I have gum recession from smoking, and my teeth look horrible. Six of my upper teeth have exposed roots, and my teeth are sensitive. My dentist wants to refer me to a periodontist for treatment but says I must quit smoking to help the treatment work. Also, I need a gum graft, which my dentist says may fail if I insist on smoking. Before I commit to quitting for the fourth time, I am looking for alternatives and wonder if chewing tobacco is safer for my gums than cigarettes. I am addicted, and trying to stop smoking is one of the hardest things I’ve ever tried to do. Thanks, Dennis from KY
Your dentist recommended you stop smoking because of nicotine’s effects on your gum tissue.
Is Chewing Tobacco Safer for Your Gums than Cigarettes?
Chewing tobacco is not safer for your gums than smoking cigarettes. Twelve to fourteen million Americans use smokeless tobacco. Like cigarettes, chewing tobacco contains addictive nicotine that restricts blood flow in your oral tissues, promoting diseases and hindering healing. Continued tobacco use can deter your efforts to improve your oral health.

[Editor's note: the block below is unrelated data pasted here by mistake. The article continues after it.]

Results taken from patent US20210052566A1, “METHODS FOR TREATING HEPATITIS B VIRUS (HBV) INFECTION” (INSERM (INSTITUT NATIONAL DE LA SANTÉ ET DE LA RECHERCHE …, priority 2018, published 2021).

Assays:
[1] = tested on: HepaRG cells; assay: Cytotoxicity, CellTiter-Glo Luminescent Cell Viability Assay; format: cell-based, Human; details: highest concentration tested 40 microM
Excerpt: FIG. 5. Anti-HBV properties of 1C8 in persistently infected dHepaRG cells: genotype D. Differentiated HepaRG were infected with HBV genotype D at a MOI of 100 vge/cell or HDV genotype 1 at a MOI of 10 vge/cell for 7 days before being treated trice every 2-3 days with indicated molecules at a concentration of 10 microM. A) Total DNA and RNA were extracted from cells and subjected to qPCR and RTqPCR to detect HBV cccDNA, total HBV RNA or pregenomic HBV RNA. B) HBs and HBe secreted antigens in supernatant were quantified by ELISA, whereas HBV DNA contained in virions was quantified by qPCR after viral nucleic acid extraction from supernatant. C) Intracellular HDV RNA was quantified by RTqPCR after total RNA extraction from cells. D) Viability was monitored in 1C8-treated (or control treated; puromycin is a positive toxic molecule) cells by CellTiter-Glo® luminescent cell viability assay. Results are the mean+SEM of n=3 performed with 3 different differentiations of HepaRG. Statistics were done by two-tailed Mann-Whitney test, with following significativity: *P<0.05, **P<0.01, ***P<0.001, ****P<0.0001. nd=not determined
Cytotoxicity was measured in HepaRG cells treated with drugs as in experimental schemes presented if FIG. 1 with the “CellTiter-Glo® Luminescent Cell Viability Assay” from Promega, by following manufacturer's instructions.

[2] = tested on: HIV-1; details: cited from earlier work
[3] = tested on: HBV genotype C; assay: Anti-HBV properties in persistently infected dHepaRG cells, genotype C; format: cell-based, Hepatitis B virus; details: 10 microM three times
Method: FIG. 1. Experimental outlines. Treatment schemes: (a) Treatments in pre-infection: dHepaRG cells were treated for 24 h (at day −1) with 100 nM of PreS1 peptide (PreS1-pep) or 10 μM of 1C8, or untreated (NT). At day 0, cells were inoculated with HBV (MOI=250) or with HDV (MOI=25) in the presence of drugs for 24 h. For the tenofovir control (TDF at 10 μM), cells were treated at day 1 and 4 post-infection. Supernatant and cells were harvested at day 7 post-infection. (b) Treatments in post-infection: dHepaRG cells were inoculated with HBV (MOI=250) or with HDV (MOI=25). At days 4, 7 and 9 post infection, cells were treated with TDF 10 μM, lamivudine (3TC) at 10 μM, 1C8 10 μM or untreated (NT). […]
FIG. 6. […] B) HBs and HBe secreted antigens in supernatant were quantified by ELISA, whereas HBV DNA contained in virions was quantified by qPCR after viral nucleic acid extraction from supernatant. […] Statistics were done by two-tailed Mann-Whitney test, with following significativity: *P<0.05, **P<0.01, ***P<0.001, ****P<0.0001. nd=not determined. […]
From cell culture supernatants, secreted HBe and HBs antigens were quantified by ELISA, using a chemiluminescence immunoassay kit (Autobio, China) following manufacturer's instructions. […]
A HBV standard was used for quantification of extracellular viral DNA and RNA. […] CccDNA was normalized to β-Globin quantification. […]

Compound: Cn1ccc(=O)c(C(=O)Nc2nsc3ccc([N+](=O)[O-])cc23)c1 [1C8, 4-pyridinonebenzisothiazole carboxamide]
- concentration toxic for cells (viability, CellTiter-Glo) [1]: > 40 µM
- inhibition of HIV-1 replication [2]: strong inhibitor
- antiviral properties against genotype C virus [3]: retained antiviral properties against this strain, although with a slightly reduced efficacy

A 2021 Periodontology 2000 article notes that smokeless tobacco has numerous effects on your oral health, including:
- Contributes to oral sores
- Causes gum recession
- Loosens periodontal ligaments from teeth
- Causes dry mouth
- Erodes teeth
- Increases the risk of mouth and throat cancer
- Increases your heart rate and blood pressure
If you want gum disease and gum recession treatment, avoiding all forms of tobacco will protect your oral health. After gum disease treatment, your mouth must heal; tobacco use will interfere with healing. A gum graft or other treatment for gum recession needs a healthy environment for your gum to reattach to your teeth.
If you need help quitting, ask your medical doctor about resources and prescription xxx to help you quit.
Atlanta periodontist Dr. David Pumphrey sponsors this post.